500 words New In Town ‘ABC Open’, May 2013
I stood on the cobblestone path looking to the Star Cafe’, the aroma of bacon wafted into the street. How do I get up there? Down the pathway he had said, it must be the one running down the side of the cafe’. Blank windows glared back over the top of the paint peeling Star Cafe’ sign, I walked to the corner, fingerprints and years of grease marred the glass front window and I peered into the laneway. Cool and damp, there was a door to the left at the far wall. It will be unlocked, just enter and come upstairs. I pushed. The door gave way, grunting at the hinge. I heard a cat ‘meow’. Dark green carpet, thread bare in the tread lined a narrow stairway to another door. With every step an uneasy creak escaped from the timber joins.
Knock, knock. More paint peeled surface. More creaking from inside, a jiggle of the lock and the door flew open to reveal quite a respectable looking fellow, Mr Cool.
‘Hello, I’m Bob. You must be the Aussie. Come on in.’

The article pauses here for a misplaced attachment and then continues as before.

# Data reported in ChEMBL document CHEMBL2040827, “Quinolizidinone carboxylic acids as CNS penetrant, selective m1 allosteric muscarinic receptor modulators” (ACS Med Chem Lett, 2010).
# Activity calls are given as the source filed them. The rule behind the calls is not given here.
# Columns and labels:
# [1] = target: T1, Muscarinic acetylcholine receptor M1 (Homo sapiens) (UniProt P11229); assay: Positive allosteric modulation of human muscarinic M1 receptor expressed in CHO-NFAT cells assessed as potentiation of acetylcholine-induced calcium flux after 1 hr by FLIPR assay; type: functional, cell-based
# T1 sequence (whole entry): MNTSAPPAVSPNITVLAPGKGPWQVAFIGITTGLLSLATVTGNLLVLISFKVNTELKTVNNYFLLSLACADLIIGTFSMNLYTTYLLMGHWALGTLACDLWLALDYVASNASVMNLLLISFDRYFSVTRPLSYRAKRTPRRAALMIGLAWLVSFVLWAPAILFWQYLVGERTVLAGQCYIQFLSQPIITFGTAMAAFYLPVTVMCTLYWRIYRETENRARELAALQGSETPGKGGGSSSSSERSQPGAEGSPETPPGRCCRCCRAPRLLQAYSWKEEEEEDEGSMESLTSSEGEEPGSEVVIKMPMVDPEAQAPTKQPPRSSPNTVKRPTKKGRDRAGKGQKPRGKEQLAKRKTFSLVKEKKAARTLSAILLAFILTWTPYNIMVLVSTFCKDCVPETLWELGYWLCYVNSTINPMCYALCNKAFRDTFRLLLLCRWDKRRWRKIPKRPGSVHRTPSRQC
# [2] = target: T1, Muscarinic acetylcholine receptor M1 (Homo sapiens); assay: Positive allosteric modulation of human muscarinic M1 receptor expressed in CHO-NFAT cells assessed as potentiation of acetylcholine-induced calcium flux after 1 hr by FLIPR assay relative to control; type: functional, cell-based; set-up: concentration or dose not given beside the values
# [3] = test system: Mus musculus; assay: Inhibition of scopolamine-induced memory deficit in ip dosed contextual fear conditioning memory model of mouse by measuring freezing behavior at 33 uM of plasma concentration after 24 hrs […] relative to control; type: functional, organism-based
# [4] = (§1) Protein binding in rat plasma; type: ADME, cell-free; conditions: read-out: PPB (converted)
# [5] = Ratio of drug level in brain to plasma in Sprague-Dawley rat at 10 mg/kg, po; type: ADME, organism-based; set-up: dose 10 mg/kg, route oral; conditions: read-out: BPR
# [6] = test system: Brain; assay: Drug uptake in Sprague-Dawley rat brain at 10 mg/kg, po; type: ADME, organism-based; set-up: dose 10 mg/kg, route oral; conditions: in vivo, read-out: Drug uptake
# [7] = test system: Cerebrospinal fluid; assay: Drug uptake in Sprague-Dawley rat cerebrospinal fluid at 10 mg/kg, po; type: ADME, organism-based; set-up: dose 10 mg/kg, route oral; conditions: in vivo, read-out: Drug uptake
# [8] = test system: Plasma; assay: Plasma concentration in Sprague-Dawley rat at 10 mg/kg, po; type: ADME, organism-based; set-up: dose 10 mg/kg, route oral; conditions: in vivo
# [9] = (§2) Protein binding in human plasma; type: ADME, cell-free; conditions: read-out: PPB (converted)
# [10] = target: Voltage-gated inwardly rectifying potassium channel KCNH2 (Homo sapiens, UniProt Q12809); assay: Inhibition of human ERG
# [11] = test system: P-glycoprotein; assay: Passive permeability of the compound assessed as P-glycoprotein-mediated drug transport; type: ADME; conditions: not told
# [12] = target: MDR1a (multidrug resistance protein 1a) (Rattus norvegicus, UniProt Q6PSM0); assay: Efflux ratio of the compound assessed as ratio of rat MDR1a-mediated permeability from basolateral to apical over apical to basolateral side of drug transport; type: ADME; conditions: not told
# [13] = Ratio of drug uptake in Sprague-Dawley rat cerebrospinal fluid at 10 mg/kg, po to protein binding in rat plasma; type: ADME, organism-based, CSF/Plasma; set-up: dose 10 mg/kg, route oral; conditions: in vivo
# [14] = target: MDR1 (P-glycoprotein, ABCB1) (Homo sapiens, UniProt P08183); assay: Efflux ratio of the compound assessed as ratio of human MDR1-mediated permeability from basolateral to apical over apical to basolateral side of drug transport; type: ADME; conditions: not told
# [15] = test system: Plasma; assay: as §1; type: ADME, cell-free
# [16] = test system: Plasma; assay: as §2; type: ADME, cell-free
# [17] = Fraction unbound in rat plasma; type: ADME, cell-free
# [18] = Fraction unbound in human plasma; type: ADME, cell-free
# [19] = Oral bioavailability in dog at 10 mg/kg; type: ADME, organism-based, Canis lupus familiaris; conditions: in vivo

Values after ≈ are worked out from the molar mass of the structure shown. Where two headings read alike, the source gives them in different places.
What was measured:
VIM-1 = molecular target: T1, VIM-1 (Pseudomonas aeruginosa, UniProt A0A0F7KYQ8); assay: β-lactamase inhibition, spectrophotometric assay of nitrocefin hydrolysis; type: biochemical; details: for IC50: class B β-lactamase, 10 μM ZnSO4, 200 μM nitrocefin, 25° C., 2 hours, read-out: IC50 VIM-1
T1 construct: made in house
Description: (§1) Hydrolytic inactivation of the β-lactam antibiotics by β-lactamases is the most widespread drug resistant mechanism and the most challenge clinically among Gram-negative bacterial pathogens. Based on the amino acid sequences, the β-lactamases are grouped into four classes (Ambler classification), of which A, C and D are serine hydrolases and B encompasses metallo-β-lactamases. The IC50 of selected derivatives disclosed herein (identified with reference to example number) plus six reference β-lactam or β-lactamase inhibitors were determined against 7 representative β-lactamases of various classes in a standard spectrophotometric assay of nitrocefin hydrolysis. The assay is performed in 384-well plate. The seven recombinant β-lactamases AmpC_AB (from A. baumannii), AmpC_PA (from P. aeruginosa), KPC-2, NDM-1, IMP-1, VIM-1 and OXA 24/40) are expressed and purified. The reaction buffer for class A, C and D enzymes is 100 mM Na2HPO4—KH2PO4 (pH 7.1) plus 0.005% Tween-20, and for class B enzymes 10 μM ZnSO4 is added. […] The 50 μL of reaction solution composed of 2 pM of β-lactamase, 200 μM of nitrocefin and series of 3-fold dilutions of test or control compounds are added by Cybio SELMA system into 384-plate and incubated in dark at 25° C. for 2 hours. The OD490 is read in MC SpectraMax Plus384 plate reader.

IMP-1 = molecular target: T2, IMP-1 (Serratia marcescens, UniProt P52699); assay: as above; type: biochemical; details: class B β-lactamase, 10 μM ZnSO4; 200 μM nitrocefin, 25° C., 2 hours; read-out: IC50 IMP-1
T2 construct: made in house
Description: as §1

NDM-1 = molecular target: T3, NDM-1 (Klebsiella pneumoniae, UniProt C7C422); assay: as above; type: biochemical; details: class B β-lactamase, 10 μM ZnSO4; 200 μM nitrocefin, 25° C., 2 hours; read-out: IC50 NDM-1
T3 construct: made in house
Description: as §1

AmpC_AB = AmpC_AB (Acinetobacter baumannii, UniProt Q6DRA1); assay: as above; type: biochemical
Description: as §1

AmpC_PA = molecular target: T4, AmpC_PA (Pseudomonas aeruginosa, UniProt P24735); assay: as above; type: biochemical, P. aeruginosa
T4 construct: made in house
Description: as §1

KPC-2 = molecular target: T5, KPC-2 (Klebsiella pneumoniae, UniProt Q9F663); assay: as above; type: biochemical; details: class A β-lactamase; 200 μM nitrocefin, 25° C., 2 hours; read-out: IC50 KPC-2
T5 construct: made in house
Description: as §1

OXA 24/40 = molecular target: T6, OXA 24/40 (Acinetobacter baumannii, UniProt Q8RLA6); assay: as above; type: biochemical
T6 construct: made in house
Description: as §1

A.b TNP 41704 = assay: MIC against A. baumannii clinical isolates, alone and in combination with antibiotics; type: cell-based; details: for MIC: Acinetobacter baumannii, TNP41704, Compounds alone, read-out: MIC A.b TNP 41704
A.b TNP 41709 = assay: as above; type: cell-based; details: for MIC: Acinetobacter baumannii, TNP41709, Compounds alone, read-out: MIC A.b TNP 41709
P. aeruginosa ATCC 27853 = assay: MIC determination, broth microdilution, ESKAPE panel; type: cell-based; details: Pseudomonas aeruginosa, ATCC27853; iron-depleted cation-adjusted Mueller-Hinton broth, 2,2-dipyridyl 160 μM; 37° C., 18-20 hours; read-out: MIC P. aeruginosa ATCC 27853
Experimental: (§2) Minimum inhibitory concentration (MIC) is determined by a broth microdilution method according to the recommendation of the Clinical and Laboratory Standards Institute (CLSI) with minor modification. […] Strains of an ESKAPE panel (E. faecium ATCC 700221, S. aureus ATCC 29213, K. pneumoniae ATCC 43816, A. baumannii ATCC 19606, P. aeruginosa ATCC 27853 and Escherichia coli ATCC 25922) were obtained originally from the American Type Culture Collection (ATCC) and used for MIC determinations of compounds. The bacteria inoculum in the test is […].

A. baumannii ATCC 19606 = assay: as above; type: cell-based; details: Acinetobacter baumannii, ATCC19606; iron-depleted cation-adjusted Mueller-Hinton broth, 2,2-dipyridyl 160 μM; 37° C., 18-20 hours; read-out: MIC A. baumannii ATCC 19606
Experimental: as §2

Two black cats circled his feet, yellow glass eyes piercing the darkness as he gently closed the door behind me. All around was dark. Dark furnishings, dark flooring, dark cats and bacon wafted through the floorboards. The curtains were drawn, only a hint of grey London sky could be seen then he flicked on the lights illuminating my surroundings, the burning amber of sunset no more familiar to my eyes than the dark.
‘Have a look around. The room is upstairs.
The main room was rather large, a fire place with remnants in its base of warmer times, cosy chairs and a television. Towards the stairs was a computer desk and opposite was the kitchen with a bathroom alongside the doorway of the stairs. Another thread bare stair climbed the wall to an intersection of three doors.
‘That’s mine, you never go in there. You have a choice of either one of these.’
Each room was the size of a closet with a bed invading the hanging space, both overlooked the back laneway. ‘Umm, this one.’ What’s the difference? There was a fireplace in the lounge and to an Aussie that seemed to make it all OK. Wasn’t I a fool!
One morning I woke to find a note left on the kitchen bench somewhere between the dried weetbix remnants, the saucepans from two nights earlier and a cat. It said, ‘Can you clean the place, I have a party tonight’. By this stage I had my own cereal bowl, coffee mug and chose to eat out. I arrived home from work that night to find the party in full swing and the place pretty much the same as I had left it.
My two year working holiday started a little rough but I did find a new home, wonderful housemates and a considerably well paid job.